The rioting has brought a different kind of people out onto the streets, other than the rioters. Volunteers are using social media networks to organise mass clear-up operations – and show solidarity in the face of the threat from those bent on violence.
In Clapham in south London they came armed with brooms and cleaning materials. The cost of the damage from the rioting has been estimated at “tens of millions of pounds”, according to insurance experts.
“People felt very powerless last night and I think that feeling of powerlessness (explains) some of what they want to do this morning,” said one young woman. “Helping in the clear-up is about addressing that.”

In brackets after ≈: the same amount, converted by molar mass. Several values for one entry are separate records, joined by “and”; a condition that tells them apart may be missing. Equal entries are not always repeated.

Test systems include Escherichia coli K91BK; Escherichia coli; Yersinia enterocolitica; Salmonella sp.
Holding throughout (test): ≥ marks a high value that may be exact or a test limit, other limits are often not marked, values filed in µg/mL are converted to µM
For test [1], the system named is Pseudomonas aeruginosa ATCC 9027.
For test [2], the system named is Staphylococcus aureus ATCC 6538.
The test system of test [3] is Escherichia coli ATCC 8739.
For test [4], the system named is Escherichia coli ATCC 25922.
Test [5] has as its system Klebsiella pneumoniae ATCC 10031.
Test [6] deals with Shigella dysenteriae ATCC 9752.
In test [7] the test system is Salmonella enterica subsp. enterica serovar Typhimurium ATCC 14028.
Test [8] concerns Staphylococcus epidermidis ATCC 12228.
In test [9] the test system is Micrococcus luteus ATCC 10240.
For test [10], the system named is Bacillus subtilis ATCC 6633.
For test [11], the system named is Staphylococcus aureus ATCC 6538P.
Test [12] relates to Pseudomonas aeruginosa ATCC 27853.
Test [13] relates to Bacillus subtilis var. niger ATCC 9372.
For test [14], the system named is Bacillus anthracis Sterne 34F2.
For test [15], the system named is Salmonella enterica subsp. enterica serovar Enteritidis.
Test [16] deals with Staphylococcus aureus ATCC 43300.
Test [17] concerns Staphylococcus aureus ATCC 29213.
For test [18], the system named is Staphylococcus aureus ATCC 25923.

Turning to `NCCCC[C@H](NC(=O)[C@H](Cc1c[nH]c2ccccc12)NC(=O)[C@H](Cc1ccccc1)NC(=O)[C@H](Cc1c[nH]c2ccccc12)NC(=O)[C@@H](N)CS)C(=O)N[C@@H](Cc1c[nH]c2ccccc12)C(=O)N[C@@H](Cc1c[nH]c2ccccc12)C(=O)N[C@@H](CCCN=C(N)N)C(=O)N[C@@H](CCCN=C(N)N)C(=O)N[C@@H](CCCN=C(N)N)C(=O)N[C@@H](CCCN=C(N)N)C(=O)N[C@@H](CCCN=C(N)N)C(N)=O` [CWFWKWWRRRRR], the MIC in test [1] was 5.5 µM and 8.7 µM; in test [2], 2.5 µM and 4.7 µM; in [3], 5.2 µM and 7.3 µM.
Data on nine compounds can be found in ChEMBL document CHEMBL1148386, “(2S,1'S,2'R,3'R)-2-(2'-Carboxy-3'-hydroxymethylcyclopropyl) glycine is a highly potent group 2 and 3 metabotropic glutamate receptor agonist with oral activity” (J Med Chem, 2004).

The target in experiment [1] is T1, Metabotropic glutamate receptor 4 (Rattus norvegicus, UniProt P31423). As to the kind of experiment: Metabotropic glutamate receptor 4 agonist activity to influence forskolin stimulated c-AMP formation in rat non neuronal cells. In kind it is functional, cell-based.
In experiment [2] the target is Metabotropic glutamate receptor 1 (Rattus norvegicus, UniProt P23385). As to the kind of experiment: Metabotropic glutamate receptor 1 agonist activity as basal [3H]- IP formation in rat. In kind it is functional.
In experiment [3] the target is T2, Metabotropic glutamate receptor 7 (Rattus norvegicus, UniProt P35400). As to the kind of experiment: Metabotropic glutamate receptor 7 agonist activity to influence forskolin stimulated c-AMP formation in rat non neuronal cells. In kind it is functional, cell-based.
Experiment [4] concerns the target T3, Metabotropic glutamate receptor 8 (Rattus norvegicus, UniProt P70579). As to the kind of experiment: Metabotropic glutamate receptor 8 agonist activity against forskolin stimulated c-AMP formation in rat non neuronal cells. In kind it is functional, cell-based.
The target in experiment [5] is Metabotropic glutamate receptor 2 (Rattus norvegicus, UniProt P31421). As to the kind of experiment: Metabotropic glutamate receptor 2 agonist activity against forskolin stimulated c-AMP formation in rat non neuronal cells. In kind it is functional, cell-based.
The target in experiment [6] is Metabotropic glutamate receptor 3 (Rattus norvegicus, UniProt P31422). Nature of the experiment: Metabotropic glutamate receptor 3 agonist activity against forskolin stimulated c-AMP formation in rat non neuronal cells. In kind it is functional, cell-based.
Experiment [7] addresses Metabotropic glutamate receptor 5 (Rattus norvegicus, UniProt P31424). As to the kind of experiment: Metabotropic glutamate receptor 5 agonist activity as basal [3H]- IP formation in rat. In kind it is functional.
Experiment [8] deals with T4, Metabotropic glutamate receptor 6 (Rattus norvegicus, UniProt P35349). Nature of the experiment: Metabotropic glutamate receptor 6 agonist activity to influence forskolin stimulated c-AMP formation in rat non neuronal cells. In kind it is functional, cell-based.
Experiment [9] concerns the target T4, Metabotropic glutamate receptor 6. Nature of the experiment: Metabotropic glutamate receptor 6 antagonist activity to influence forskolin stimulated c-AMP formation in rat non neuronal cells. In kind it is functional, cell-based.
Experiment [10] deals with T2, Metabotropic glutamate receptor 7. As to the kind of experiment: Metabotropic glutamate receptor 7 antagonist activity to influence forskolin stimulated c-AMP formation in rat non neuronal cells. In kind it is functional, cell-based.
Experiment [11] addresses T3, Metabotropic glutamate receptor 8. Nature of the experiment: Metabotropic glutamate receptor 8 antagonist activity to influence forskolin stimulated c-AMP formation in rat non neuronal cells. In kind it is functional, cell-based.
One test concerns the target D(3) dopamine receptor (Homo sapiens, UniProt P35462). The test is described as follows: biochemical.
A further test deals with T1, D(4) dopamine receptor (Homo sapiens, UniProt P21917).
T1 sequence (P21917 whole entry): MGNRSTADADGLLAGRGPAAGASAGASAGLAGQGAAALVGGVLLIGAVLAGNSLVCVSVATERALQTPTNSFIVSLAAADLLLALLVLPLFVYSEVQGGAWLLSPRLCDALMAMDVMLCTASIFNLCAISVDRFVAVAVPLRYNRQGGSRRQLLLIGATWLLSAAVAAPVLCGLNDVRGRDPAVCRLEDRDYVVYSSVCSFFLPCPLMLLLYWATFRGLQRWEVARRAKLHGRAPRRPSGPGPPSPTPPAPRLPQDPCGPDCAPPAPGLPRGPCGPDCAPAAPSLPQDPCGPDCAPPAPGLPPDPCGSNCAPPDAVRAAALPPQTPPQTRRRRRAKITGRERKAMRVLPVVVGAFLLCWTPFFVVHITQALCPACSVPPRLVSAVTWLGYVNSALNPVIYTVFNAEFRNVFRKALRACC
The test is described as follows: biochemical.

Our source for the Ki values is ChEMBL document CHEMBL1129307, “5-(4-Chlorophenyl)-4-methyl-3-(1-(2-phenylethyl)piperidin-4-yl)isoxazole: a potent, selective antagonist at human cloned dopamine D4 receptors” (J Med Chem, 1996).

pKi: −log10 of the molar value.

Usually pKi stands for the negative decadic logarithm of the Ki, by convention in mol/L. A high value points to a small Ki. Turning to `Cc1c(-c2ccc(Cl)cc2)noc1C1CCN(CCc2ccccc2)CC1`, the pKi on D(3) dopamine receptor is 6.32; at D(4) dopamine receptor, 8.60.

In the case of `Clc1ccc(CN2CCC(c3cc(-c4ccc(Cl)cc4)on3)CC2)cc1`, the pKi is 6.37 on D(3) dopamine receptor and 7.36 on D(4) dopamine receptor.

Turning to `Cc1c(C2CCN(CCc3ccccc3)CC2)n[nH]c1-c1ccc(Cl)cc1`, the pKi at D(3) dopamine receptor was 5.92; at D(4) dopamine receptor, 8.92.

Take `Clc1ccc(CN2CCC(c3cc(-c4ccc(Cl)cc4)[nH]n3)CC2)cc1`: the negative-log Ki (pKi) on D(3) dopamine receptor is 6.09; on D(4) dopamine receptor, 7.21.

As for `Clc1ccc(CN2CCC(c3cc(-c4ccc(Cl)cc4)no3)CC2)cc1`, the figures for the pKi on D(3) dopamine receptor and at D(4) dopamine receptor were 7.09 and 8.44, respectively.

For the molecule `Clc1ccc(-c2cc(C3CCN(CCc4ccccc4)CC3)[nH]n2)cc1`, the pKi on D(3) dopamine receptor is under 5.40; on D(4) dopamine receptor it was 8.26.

“There are more people here for the clean-up than there were rioters last night that cause this sort of damage,” said another young woman, wearing a T-shirt with the slogan ‘I Love Clapham’. “And I think that’s really important because the problem with the rioters is that more numbers are needed to tell them you can’t behave like this.”
One account on Twitter co-ordinating clean-up efforts attracted more than 18,000 followers in a matter of hours. Similar operations have taken place in other English cities such as Bristol.